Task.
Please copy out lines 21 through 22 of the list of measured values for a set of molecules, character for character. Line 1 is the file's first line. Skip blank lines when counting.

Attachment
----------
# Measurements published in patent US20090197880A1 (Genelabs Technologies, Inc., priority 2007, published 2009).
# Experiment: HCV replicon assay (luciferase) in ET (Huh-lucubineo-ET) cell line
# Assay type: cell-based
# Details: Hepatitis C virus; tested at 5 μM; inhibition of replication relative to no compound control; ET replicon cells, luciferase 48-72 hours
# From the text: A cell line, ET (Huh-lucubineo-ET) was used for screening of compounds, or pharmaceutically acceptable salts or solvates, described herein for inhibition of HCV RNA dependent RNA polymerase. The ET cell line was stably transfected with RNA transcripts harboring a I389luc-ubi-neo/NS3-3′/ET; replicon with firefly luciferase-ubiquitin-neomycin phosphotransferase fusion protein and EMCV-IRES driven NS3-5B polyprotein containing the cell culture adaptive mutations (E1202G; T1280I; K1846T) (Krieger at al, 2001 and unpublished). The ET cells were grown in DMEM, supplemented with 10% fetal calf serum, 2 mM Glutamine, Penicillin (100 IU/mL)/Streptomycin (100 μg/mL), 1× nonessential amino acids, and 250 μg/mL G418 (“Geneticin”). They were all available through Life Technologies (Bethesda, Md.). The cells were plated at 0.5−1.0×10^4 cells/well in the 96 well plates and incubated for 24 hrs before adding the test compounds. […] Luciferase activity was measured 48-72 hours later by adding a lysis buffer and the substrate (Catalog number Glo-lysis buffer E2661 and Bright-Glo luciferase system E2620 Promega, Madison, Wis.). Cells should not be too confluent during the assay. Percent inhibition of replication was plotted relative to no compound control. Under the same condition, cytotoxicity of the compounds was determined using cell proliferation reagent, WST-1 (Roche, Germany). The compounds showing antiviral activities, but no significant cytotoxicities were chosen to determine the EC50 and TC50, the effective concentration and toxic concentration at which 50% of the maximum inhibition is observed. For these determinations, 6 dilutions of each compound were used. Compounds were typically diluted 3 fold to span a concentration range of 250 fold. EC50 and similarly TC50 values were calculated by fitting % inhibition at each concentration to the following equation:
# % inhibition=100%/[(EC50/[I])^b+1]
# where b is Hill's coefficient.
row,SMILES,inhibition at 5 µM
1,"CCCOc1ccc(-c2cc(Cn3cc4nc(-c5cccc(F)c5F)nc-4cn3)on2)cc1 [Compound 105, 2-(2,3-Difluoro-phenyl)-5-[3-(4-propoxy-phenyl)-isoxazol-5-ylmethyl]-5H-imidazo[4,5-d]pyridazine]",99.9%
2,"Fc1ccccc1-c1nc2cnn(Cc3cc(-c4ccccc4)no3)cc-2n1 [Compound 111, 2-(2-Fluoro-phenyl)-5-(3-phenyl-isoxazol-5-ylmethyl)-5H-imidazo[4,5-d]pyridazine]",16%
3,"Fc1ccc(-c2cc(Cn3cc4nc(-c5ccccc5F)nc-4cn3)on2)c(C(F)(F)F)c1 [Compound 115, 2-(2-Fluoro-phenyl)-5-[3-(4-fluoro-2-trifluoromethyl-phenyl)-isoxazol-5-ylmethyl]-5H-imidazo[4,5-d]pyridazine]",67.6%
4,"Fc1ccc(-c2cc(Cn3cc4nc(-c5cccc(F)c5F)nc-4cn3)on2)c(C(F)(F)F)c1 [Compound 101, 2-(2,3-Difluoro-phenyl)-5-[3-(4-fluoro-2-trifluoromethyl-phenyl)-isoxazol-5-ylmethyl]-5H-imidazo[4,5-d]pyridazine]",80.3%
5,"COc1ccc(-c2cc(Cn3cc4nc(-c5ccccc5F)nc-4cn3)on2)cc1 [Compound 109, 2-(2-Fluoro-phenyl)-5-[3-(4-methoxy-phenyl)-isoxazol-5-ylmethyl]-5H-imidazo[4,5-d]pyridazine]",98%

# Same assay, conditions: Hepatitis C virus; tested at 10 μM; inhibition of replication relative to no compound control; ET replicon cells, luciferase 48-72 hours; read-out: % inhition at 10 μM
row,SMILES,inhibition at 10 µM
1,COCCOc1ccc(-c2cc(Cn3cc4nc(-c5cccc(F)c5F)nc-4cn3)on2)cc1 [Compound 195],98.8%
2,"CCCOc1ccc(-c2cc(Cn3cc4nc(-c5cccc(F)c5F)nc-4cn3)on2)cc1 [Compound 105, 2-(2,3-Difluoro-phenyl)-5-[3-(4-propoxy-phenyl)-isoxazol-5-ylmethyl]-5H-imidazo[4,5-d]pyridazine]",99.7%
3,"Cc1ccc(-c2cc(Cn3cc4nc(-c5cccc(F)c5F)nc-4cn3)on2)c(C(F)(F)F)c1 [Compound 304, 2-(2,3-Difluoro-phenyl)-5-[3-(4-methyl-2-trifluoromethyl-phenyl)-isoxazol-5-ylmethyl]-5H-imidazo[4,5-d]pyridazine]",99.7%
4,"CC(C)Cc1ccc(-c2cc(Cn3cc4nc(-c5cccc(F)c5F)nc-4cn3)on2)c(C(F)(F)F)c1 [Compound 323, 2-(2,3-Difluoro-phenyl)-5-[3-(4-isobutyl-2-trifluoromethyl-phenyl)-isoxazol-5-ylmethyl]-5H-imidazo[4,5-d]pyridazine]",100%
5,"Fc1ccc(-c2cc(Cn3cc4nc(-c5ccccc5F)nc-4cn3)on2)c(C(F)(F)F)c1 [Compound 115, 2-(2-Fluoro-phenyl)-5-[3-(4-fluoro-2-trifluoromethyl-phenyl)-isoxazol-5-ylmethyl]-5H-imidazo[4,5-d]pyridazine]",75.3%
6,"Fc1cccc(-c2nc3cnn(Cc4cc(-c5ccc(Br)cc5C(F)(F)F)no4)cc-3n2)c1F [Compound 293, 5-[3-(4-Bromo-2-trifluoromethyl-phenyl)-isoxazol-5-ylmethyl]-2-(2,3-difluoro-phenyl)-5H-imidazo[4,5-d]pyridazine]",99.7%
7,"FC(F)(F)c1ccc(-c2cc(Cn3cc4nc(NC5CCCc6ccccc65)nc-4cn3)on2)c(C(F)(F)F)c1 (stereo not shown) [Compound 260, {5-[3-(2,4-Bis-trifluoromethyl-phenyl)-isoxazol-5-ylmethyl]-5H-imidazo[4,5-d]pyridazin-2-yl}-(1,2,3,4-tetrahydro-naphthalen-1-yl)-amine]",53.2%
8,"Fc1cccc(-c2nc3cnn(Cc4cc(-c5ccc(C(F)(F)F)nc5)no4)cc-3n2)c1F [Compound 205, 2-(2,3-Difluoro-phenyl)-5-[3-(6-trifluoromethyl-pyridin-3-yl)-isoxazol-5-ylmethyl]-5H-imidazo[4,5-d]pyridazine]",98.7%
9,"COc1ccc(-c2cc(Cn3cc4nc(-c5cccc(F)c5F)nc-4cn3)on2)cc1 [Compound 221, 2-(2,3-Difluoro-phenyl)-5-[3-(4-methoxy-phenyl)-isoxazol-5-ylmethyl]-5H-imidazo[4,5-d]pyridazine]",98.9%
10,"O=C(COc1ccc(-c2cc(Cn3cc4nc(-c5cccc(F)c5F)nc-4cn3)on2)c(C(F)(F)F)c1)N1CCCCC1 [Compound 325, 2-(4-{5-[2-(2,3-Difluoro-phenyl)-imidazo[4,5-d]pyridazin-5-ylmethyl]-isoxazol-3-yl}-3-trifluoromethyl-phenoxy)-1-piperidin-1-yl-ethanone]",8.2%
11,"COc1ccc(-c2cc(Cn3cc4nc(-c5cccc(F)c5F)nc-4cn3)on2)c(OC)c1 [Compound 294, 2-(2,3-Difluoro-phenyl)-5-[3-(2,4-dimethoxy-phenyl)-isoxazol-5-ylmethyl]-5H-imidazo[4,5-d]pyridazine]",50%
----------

6,"Fc1cccc(-c2nc3cnn(Cc4cc(-c5ccc(Br)cc5C(F)(F)F)no4)cc-3n2)c1F [Compound 293, 5-[3-(4-Bromo-2-trifluoromethyl-phenyl)-isoxazol-5-ylmethyl]-2-(2,3-difluoro-phenyl)-5H-imidazo[4,5-d]pyridazine]",99.7%
7,"FC(F)(F)c1ccc(-c2cc(Cn3cc4nc(NC5CCCc6ccccc65)nc-4cn3)on2)c(C(F)(F)F)c1 (stereo not shown) [Compound 260, {5-[3-(2,4-Bis-trifluoromethyl-phenyl)-isoxazol-5-ylmethyl]-5H-imidazo[4,5-d]pyridazin-2-yl}-(1,2,3,4-tetrahydro-naphthalen-1-yl)-amine]",53.2%